By contrast, the Transpose track is simply a graphical means of adding a musical pitch-shift (in semitones) to any MIDI or Apple Loops parts in the song, though it can't affect conventionally recorded audio parts — these must be converted to Apple Loops first if you want to use this facility, though you'd be more likely to use it to create a song structure from MIDI and Apple Loops, before recording the appropriate audio parts. If the Chord track is being used, the chord root notes will be linked to the transposition value set in the Transpose track. In other words, chords in the Chord track can affect global transposition and will affect Apple Loops and MIDI regions, with the amount of transposition being based on the difference between the root note of the song's key signature and the root note of the chord. However, in songs where this might cause confusion, the Chord track can be switched to a view-only mode that prevents it affecting MIDI data (though not Apple Loops) and this is also entered automatically when MIDI regions are being analysed. As far as I can see, the main use of this feature is in automatically transposing Apple Loops so that they match the chord progression of the song.
Lastly, there's now a dedicated Video track that shows thumbnail frames of a Quicktime movie in sync with the music. Scene changes are automatically detected and marked. Because the Global Tracks view shows a lot of information, there are key commands for hiding and showing the various component tracks and in the top left corner of each Global track for expanding or shrinking the track view. As with 'normal' tracks, the individual Global tracks can be locked to prevent accidental changes.
One big feature mentioned last month was the ability of Logic Pro 7 to open Garage Band songs and to import Apple Loops directly. Apple Loops are the special type of audio file used by Soundtrack and Garage Band as well as Logic Pro 7, and contain metadata along with the audio, enabling them to be pitch-shifted or time-stretched over a wide range with minimal side-effects. The metadata also includes 'tag' information describing the loops' genre, instrumentation and so on, allowing you to search for loops that meet particular criteria. An Apple Loops Utility comes as part of the Pro 7 package so users can edit their own audio files and categorise them according to tempo, style, mood and so on. This can be invoked directly from Logic 's Arrange page by selecting an audio region, then choosing Audio / Open in the Apple Loops Utility.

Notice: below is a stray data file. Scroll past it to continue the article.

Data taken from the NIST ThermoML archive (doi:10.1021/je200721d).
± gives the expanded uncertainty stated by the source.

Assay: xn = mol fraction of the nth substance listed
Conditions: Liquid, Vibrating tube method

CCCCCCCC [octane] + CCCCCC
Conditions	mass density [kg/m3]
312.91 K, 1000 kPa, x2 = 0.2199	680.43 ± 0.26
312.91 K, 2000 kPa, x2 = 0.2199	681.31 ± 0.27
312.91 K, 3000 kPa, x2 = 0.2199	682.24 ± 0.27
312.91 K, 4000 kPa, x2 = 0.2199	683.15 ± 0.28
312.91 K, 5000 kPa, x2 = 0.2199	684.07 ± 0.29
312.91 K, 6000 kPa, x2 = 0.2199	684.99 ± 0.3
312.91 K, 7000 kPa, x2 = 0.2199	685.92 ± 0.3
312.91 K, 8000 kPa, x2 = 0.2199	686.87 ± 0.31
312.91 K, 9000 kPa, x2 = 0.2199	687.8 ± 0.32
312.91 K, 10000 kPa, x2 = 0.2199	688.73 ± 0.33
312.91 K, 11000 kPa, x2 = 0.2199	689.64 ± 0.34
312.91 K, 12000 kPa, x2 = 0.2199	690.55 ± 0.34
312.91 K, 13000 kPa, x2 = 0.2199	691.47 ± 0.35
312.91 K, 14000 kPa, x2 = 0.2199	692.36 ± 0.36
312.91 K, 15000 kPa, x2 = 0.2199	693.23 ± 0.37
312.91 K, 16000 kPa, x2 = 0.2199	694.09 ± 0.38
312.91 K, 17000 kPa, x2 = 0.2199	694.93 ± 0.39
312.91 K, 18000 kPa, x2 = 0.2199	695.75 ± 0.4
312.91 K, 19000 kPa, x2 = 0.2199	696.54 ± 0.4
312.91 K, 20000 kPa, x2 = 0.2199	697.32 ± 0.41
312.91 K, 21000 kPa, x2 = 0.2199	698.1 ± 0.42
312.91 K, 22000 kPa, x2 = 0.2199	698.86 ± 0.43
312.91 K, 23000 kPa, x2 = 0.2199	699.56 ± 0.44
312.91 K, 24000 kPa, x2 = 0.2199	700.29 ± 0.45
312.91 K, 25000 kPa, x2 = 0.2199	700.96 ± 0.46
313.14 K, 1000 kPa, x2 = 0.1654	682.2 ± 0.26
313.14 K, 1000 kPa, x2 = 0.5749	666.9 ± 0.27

This little sub-program is based around two windows, or panes as Apple prefer to call them. The Tags pane is where all the descriptive data relating to the audio is entered, including details that help you find the file when you are searching in the Loop Browser. The other pane relates to Transients and provides a waveform display and beat ruler for dealing with rhythmic loops. This works a little like Propellerheads' Recycle in identifying transients by level, where the user can change the sensitivity of detection. Any missed transients can be added manually and 'false hits' can be removed from the list before the file is saved. As I understand it, the process doesn't actually slice the file into beats, but rather adds the data to its metadata list, which tells Logic or Garage Band how to deal with the file when its length is changed. This avoids the doubling of transients that can occur with some simpler time-stretch algorithms and is one of the reasons Apple Loops retain such good quality when being sped up, slowed down or changed in pitch. Anyhow, it seemed easy enough to use and I got some great results without having to do any manual tweaking. After I turned some of my existing rhythm parts into Apple Loops, they could be stretched or compressed by 25 to 30 percent without sounding unduly processed.
A good selection of Apple Loops is included, and working with them is joyously simple via the included Loops Browser. Loops can be auditioned and then dragged directly into a song, at which point their tempo and key will be made to match automatically. I know that serious musicians tend to frown on this kind of 'identikit' approach to music making, but it does provide a simple means of sketching out songs, even if you replace all the parts later. Apple Loops can be transposed from within the new Global Tracks Transpose section using a graphical approach similar to existing automation editing, and Arrange object loops may now be created Garage Band-style by dragging from the upper end of an original Audio object to the desired location. The old Logic looping mode still works too, but the advantage of this new method is that you can stop the loop at any point without having to place an Arrange object in the track to act as an end-stop. Apple Loops and MIDI parts will follow transpose changes in the Global Tracks, but conventionally recorded or imported audio won't be affected unless first converted to the Apple Loops format.